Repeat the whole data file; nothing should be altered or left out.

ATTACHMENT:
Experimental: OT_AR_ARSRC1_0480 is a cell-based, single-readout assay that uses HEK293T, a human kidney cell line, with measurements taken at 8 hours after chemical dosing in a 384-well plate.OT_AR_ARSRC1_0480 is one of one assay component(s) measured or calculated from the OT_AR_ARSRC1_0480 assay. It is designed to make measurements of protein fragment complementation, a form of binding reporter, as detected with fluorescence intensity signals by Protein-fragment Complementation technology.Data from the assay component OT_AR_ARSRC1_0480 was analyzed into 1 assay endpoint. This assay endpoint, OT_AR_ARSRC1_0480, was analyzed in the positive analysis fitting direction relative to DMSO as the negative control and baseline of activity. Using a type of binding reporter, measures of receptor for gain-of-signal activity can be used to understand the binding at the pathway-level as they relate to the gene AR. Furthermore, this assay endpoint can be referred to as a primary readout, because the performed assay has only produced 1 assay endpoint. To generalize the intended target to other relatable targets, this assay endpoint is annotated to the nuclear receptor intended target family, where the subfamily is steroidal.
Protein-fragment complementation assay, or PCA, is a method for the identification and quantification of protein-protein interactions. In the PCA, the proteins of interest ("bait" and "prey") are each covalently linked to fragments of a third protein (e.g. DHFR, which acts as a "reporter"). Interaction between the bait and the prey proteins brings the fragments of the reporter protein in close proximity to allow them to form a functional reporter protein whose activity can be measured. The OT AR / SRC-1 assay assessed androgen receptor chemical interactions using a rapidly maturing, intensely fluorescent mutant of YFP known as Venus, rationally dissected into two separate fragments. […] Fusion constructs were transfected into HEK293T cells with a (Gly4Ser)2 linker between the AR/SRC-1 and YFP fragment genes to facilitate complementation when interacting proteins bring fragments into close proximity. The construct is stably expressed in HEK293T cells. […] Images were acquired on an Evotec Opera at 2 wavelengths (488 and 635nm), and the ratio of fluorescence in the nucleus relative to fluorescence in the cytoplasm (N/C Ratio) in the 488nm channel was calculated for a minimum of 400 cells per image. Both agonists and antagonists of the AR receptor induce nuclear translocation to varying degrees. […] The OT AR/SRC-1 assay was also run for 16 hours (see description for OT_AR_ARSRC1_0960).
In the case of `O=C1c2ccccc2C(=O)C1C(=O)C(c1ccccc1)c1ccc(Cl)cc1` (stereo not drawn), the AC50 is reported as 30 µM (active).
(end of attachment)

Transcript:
Experimental: OT_AR_ARSRC1_0480 is a cell-based, single-readout assay that uses HEK293T, a human kidney cell line, with measurements taken at 8 hours after chemical dosing in a 384-well plate.OT_AR_ARSRC1_0480 is one of one assay component(s) measured or calculated from the OT_AR_ARSRC1_0480 assay. It is designed to make measurements of protein fragment complementation, a form of binding reporter, as detected with fluorescence intensity signals by Protein-fragment Complementation technology.Data from the assay component OT_AR_ARSRC1_0480 was analyzed into 1 assay endpoint. This assay endpoint, OT_AR_ARSRC1_0480, was analyzed in the positive analysis fitting direction relative to DMSO as the negative control and baseline of activity. Using a type of binding reporter, measures of receptor for gain-of-signal activity can be used to understand the binding at the pathway-level as they relate to the gene AR. Furthermore, this assay endpoint can be referred to as a primary readout, because the performed assay has only produced 1 assay endpoint. To generalize the intended target to other relatable targets, this assay endpoint is annotated to the nuclear receptor intended target family, where the subfamily is steroidal.
Protein-fragment complementation assay, or PCA, is a method for the identification and quantification of protein-protein interactions. In the PCA, the proteins of interest ("bait" and "prey") are each covalently linked to fragments of a third protein (e.g. DHFR, which acts as a "reporter"). Interaction between the bait and the prey proteins brings the fragments of the reporter protein in close proximity to allow them to form a functional reporter protein whose activity can be measured. The OT AR / SRC-1 assay assessed androgen receptor chemical interactions using a rapidly maturing, intensely fluorescent mutant of YFP known as Venus, rationally dissected into two separate fragments. […] Fusion constructs were transfected into HEK293T cells with a (Gly4Ser)2 linker between the AR/SRC-1 and YFP fragment genes to facilitate complementation when interacting proteins bring fragments into close proximity. The construct is stably expressed in HEK293T cells. […] Images were acquired on an Evotec Opera at 2 wavelengths (488 and 635nm), and the ratio of fluorescence in the nucleus relative to fluorescence in the cytoplasm (N/C Ratio) in the 488nm channel was calculated for a minimum of 400 cells per image. Both agonists and antagonists of the AR receptor induce nuclear translocation to varying degrees. […] The OT AR/SRC-1 assay was also run for 16 hours (see description for OT_AR_ARSRC1_0960).
In the case of `O=C1c2ccccc2C(=O)C1C(=O)C(c1ccccc1)c1ccc(Cl)cc1` (stereo not drawn), the AC50 is reported as 30 µM (active).